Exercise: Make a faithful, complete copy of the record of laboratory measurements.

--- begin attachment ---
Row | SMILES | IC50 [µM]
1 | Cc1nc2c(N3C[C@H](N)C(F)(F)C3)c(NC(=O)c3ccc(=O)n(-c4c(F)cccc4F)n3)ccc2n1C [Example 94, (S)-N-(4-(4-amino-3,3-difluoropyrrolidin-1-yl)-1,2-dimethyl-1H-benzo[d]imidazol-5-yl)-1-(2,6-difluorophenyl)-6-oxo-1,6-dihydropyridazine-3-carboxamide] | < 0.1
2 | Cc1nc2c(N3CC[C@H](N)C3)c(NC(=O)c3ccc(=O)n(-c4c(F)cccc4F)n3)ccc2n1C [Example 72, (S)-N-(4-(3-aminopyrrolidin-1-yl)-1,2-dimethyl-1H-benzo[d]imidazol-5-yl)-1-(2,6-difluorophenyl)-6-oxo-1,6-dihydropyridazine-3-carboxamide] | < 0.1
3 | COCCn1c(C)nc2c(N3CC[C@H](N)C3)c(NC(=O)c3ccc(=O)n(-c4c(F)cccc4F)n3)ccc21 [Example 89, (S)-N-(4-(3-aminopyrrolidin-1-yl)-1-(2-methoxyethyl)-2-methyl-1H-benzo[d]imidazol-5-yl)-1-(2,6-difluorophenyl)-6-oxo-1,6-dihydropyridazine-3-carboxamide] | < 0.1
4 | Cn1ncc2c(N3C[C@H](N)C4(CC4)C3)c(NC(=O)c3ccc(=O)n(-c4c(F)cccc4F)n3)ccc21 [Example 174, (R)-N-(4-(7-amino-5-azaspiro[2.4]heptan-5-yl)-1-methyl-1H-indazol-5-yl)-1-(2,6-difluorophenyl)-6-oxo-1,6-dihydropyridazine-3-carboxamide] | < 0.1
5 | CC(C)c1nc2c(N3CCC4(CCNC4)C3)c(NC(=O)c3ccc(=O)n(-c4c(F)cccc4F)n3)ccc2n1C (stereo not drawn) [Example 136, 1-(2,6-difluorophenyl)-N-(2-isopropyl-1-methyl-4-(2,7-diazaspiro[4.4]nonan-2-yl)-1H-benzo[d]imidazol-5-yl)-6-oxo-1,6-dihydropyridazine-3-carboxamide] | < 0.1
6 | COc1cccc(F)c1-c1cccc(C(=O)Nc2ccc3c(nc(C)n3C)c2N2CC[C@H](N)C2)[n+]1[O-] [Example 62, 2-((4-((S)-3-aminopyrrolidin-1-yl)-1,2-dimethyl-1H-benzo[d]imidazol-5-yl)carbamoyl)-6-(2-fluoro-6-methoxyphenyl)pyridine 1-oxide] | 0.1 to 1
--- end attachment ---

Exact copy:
Row | SMILES | IC50 [µM]
1 | Cc1nc2c(N3C[C@H](N)C(F)(F)C3)c(NC(=O)c3ccc(=O)n(-c4c(F)cccc4F)n3)ccc2n1C [Example 94, (S)-N-(4-(4-amino-3,3-difluoropyrrolidin-1-yl)-1,2-dimethyl-1H-benzo[d]imidazol-5-yl)-1-(2,6-difluorophenyl)-6-oxo-1,6-dihydropyridazine-3-carboxamide] | < 0.1
2 | Cc1nc2c(N3CC[C@H](N)C3)c(NC(=O)c3ccc(=O)n(-c4c(F)cccc4F)n3)ccc2n1C [Example 72, (S)-N-(4-(3-aminopyrrolidin-1-yl)-1,2-dimethyl-1H-benzo[d]imidazol-5-yl)-1-(2,6-difluorophenyl)-6-oxo-1,6-dihydropyridazine-3-carboxamide] | < 0.1
3 | COCCn1c(C)nc2c(N3CC[C@H](N)C3)c(NC(=O)c3ccc(=O)n(-c4c(F)cccc4F)n3)ccc21 [Example 89, (S)-N-(4-(3-aminopyrrolidin-1-yl)-1-(2-methoxyethyl)-2-methyl-1H-benzo[d]imidazol-5-yl)-1-(2,6-difluorophenyl)-6-oxo-1,6-dihydropyridazine-3-carboxamide] | < 0.1
4 | Cn1ncc2c(N3C[C@H](N)C4(CC4)C3)c(NC(=O)c3ccc(=O)n(-c4c(F)cccc4F)n3)ccc21 [Example 174, (R)-N-(4-(7-amino-5-azaspiro[2.4]heptan-5-yl)-1-methyl-1H-indazol-5-yl)-1-(2,6-difluorophenyl)-6-oxo-1,6-dihydropyridazine-3-carboxamide] | < 0.1
5 | CC(C)c1nc2c(N3CCC4(CCNC4)C3)c(NC(=O)c3ccc(=O)n(-c4c(F)cccc4F)n3)ccc2n1C (stereo not drawn) [Example 136, 1-(2,6-difluorophenyl)-N-(2-isopropyl-1-methyl-4-(2,7-diazaspiro[4.4]nonan-2-yl)-1H-benzo[d]imidazol-5-yl)-6-oxo-1,6-dihydropyridazine-3-carboxamide] | < 0.1
6 | COc1cccc(F)c1-c1cccc(C(=O)Nc2ccc3c(nc(C)n3C)c2N2CC[C@H](N)C2)[n+]1[O-] [Example 62, 2-((4-((S)-3-aminopyrrolidin-1-yl)-1,2-dimethyl-1H-benzo[d]imidazol-5-yl)carbamoyl)-6-(2-fluoro-6-methoxyphenyl)pyridine 1-oxide] | 0.1 to 1